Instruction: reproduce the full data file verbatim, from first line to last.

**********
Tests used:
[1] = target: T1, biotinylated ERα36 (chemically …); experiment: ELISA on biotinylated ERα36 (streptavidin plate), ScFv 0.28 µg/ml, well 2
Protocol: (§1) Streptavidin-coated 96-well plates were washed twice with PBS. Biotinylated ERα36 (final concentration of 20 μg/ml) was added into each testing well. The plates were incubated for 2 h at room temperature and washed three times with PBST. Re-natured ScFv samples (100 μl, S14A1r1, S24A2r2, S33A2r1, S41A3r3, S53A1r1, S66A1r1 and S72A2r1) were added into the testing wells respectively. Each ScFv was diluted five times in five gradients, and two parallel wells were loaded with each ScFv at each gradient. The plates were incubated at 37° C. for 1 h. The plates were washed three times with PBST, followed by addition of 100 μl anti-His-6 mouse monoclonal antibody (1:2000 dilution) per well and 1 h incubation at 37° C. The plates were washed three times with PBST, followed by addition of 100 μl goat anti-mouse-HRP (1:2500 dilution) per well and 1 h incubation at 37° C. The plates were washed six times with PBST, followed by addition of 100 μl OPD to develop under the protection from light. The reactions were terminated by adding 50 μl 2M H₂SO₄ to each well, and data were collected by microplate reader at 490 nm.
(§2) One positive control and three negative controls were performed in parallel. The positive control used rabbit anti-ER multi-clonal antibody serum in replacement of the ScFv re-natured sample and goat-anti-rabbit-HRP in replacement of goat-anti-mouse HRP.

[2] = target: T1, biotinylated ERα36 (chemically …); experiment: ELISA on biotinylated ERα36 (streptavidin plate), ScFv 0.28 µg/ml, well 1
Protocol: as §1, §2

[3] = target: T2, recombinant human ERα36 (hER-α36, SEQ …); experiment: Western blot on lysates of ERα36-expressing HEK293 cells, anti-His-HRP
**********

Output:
Tests used:
[1] = target: T1, biotinylated ERα36 (chemically …); experiment: ELISA on biotinylated ERα36 (streptavidin plate), ScFv 0.28 µg/ml, well 2
Protocol: (§1) Streptavidin-coated 96-well plates were washed twice with PBS. Biotinylated ERα36 (final concentration of 20 μg/ml) was added into each testing well. The plates were incubated for 2 h at room temperature and washed three times with PBST. Re-natured ScFv samples (100 μl, S14A1r1, S24A2r2, S33A2r1, S41A3r3, S53A1r1, S66A1r1 and S72A2r1) were added into the testing wells respectively. Each ScFv was diluted five times in five gradients, and two parallel wells were loaded with each ScFv at each gradient. The plates were incubated at 37° C. for 1 h. The plates were washed three times with PBST, followed by addition of 100 μl anti-His-6 mouse monoclonal antibody (1:2000 dilution) per well and 1 h incubation at 37° C. The plates were washed three times with PBST, followed by addition of 100 μl goat anti-mouse-HRP (1:2500 dilution) per well and 1 h incubation at 37° C. The plates were washed six times with PBST, followed by addition of 100 μl OPD to develop under the protection from light. The reactions were terminated by adding 50 μl 2M H₂SO₄ to each well, and data were collected by microplate reader at 490 nm.
(§2) One positive control and three negative controls were performed in parallel. The positive control used rabbit anti-ER multi-clonal antibody serum in replacement of the ScFv re-natured sample and goat-anti-rabbit-HRP in replacement of goat-anti-mouse HRP.

[2] = target: T1, biotinylated ERα36 (chemically …); experiment: ELISA on biotinylated ERα36 (streptavidin plate), ScFv 0.28 µg/ml, well 1
Protocol: as §1, §2

[3] = target: T2, recombinant human ERα36 (hER-α36, SEQ …); experiment: Western blot on lysates of ERα36-expressing HEK293 cells, anti-His-HRP